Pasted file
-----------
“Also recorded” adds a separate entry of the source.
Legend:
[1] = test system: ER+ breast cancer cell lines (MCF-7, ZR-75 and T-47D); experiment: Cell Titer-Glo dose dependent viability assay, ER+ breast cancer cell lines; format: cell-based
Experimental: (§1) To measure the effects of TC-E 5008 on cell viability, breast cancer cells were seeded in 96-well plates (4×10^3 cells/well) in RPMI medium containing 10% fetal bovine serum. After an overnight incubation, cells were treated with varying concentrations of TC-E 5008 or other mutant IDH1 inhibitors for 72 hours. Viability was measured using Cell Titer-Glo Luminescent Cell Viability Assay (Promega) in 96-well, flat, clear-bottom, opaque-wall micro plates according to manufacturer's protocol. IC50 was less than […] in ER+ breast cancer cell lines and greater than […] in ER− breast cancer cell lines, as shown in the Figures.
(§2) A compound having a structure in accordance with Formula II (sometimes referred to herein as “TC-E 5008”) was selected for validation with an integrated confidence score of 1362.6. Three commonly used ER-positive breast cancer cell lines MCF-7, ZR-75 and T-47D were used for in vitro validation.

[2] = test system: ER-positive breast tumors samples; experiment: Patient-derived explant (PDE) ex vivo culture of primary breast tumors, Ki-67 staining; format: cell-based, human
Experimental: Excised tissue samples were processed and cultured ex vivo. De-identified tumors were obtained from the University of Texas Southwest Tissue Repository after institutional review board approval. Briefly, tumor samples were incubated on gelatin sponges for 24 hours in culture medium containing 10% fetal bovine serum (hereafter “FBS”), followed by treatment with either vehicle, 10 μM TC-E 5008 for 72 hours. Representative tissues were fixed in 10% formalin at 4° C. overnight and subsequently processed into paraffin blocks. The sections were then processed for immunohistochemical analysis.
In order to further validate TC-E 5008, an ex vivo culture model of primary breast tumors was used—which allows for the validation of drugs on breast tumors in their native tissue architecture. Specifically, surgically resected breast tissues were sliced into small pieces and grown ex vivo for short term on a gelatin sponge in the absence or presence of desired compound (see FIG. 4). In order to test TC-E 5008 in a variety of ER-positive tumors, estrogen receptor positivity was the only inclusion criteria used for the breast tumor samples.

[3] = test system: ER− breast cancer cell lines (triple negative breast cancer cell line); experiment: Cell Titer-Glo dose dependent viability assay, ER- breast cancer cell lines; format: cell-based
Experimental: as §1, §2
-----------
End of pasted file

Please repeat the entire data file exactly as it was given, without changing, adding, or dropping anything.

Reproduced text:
“Also recorded” adds a separate entry of the source.
Legend:
[1] = test system: ER+ breast cancer cell lines (MCF-7, ZR-75 and T-47D); experiment: Cell Titer-Glo dose dependent viability assay, ER+ breast cancer cell lines; format: cell-based
Experimental: (§1) To measure the effects of TC-E 5008 on cell viability, breast cancer cells were seeded in 96-well plates (4×10^3 cells/well) in RPMI medium containing 10% fetal bovine serum. After an overnight incubation, cells were treated with varying concentrations of TC-E 5008 or other mutant IDH1 inhibitors for 72 hours. Viability was measured using Cell Titer-Glo Luminescent Cell Viability Assay (Promega) in 96-well, flat, clear-bottom, opaque-wall micro plates according to manufacturer's protocol. IC50 was less than […] in ER+ breast cancer cell lines and greater than […] in ER− breast cancer cell lines, as shown in the Figures.
(§2) A compound having a structure in accordance with Formula II (sometimes referred to herein as “TC-E 5008”) was selected for validation with an integrated confidence score of 1362.6. Three commonly used ER-positive breast cancer cell lines MCF-7, ZR-75 and T-47D were used for in vitro validation.

[2] = test system: ER-positive breast tumors samples; experiment: Patient-derived explant (PDE) ex vivo culture of primary breast tumors, Ki-67 staining; format: cell-based, human
Experimental: Excised tissue samples were processed and cultured ex vivo. De-identified tumors were obtained from the University of Texas Southwest Tissue Repository after institutional review board approval. Briefly, tumor samples were incubated on gelatin sponges for 24 hours in culture medium containing 10% fetal bovine serum (hereafter “FBS”), followed by treatment with either vehicle, 10 μM TC-E 5008 for 72 hours. Representative tissues were fixed in 10% formalin at 4° C. overnight and subsequently processed into paraffin blocks. The sections were then processed for immunohistochemical analysis.
In order to further validate TC-E 5008, an ex vivo culture model of primary breast tumors was used—which allows for the validation of drugs on breast tumors in their native tissue architecture. Specifically, surgically resected breast tissues were sliced into small pieces and grown ex vivo for short term on a gelatin sponge in the absence or presence of desired compound (see FIG. 4). In order to test TC-E 5008 in a variety of ER-positive tumors, estrogen receptor positivity was the only inclusion criteria used for the breast tumor samples.

[3] = test system: ER− breast cancer cell lines (triple negative breast cancer cell line); experiment: Cell Titer-Glo dose dependent viability assay, ER- breast cancer cell lines; format: cell-based
Experimental: as §1, §2